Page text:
It doesn’t make any sense to me why the Haitian Revolution has not been made into an epic Braveheart-type movie—the kind that stirs your soul (even if you’re borderline pacifist, like me) and makes you simultaneously cry and want to charge forward with the troops yelling “Freedom!” That’s the kind of history that Haiti has.
Settled by the French shortly after Columbus’s 1492 journey, the island became the biggest supplier of the world’s sugar by the 1740s, along with Jamaica. The production of sugar was brutal and labor-intensive, and massive numbers of slaves were imported from Africa to power the lucrative agribusiness. The violence of the masters and the hardship of the labor were indescribably harsh—most slaves didn’t survive more than a few years after landing on the island in shackles. Some slaves managed to escape and started to organize themselves and their compatriots who were still in bondage. They were led by a handful of charismatic leaders who were both gifted strategists and highly trained in the art of war. In 1791, the slaves rose up in rebellion, and started the Haitian Revolution that would rage for the next 12 years.
Today is the celebration of Batay Vètyè, the last battle of the revolution, fought on November 18, 1803. For the first time in history, a slave army successfully rebelled against their masters to win their freedom and form a sovereign country. The account of the battle below is from the 1907 work by J.N. Leger, “Haiti: Her History and Her Detractors.” Every time I read it, I can’t help but imagine the movie version. At this point in the movie, audience already knows and loves the heroic Haitian leaders—Dessalines and Capois, and has a seething distrust of the French general, Rochambeau. Dessalines has just given a rallying speech to the troops, who raise their fists in fervor for freedom. The climactic battle scene starts with the charge of 16,000 men in 4 columns. The tympani beats with the rich orchestral soundtrack in harmony with the raging battle cries. The shot pans across the slow motion heaving of thousands of limbs, united for a single-minded dream. The camera cuts in for a close-up of glistening black skin—shining with blood, sweat, and pouring rain. All motion heaves to a stop when the Haitian general’s horse goes down with a cannonball and the general falls to the ground. Silence. All is still. No one breathes. Is the battle lost? And then the impossible. His arm moves. Then a leg. Powered by the sheer will of a warrior he stands. He fixes his eyes on the enemy. He rushes back to the front lines to continue the fight. The shot cuts to the enemy lines—shock, disbelief, fear. Stunned and impressed, the French call a ceasefire to congratulate him for his glory in battle. (And maybe to take a breath.) The fight rages on. The light grows dim as lightning and thunder crash on the battlefield. Torrential rain pours down without mercy and mixes with the blood on the field. The French withdraw their men. The Haitians cry out baritone cheers from the very bottom of their lungs. The battle ends. The oppressors are defeated. The slaves are free. A country is born. Epic. Seriously, where is Hollywood when you need them?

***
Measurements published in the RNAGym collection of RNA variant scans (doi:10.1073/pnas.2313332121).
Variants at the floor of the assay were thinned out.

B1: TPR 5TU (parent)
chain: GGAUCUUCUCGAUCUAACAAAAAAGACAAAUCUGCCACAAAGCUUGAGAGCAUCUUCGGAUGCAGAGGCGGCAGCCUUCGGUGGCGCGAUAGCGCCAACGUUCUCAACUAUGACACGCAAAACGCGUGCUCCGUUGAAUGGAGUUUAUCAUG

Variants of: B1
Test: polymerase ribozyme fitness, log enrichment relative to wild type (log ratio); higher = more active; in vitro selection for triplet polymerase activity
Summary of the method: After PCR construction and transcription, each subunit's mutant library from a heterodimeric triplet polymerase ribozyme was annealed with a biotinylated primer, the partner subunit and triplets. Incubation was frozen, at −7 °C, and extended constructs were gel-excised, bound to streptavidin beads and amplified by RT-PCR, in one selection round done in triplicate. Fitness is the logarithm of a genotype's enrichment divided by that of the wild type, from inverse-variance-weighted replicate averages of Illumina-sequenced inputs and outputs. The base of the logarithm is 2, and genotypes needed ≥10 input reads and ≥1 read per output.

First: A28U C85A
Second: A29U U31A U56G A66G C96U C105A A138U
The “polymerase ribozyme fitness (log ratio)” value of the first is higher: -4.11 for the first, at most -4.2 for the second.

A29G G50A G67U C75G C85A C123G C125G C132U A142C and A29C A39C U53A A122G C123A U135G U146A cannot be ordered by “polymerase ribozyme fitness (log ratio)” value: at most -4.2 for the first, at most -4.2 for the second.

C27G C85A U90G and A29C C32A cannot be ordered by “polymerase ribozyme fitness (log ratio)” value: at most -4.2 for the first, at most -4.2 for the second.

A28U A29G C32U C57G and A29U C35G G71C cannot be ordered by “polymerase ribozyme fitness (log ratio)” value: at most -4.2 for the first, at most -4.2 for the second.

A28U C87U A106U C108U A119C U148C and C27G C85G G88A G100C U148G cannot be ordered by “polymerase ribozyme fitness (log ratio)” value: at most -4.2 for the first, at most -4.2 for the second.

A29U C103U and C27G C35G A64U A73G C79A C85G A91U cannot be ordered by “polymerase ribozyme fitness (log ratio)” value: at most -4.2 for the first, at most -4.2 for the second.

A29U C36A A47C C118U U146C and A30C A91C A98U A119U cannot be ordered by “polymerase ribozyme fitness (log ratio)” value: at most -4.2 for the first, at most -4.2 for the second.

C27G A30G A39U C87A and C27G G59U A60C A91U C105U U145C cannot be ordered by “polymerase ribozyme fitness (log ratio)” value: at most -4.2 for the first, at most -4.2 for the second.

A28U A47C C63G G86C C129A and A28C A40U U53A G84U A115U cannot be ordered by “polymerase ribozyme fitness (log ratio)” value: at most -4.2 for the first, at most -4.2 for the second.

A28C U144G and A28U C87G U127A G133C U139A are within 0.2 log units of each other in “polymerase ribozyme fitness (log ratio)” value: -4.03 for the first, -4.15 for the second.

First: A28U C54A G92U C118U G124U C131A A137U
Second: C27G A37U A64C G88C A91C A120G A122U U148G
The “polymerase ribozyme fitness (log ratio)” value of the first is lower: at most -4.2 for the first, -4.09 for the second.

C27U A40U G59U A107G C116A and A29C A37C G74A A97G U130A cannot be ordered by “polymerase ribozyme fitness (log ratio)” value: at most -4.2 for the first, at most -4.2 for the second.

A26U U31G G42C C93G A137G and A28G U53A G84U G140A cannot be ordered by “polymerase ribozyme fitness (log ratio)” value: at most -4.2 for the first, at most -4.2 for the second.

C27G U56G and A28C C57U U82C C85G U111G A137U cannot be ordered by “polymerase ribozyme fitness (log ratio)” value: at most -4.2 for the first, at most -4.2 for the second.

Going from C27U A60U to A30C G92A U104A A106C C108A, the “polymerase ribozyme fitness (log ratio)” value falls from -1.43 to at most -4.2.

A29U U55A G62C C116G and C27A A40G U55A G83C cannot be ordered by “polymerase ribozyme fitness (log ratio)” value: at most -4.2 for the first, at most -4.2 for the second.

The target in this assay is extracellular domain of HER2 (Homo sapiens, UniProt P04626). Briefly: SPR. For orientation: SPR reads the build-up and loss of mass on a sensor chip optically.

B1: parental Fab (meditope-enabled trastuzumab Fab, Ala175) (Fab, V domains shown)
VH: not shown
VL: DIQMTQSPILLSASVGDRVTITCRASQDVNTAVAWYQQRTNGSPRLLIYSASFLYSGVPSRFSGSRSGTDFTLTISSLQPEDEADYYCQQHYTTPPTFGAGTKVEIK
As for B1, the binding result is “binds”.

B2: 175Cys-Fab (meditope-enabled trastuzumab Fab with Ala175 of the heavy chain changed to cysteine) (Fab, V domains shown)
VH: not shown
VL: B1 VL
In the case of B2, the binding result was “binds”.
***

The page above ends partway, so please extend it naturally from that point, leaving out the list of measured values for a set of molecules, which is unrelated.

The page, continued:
“On the morning of November 18 the columns moved forward, seemingly unmindful of the bullets and cannon shots which were mowing down their ranks. Rochambeau [the French general] in person, surrounded by his guard of honor consisting of artillery and infantry, was in command at Vertieres; he was, in consequence, exposed to the fierce attacks of Capois. Both sides fought with desperate bravery. The native [Haitian] generals, incited by Dessalines’ presence [the Haitian revolutionary leader] and also by the goal they wished to reach, were often seen during the bloody struggle fighting gun in hand side by side with their soldiers. As to Capois [a Haitian general], he compelled the applause even of Rochambeau; driven off by the relentless fire of the enemy, his army unceasingly returned to the charge, stimulated by the audacity with which is leader was defying death. Horse and rider rolled on the ground as a cannon ball hit the General’s charger; but with lightning rapidity Capois extricated himself, and sword in hand he once more rushed back to his place at the head of his soldiers. Amidst the hurrahs of the French troops Rochambeau gave order for the firing to cease, and a cavalryman proceeded toward the amazed natives [Haitians]. ‘Captain-General Rochambeau,’ said he, ‘congratulates the General who has just covered himself with so much glory.’
“The messenger withdrew and the fight was resumed, until in the afternoon a torrential rain put an end to the battle. Both sides lost heavily. But the consequences of this encounter were of the greatest importance to the natives: they acquired possession of a country. . .On the same night, November 18, [Rochambeau] sent a flag of truce to Dessalines. . .
“Saint-Domingue was thus entirely lost to France. After a year of heroic efforts the natives were at last masters of a land literally soaked with their own blood. The bicolored flag, the emblem of liberty, now floated over the whole French portion of the island.”
Like I was saying, epic.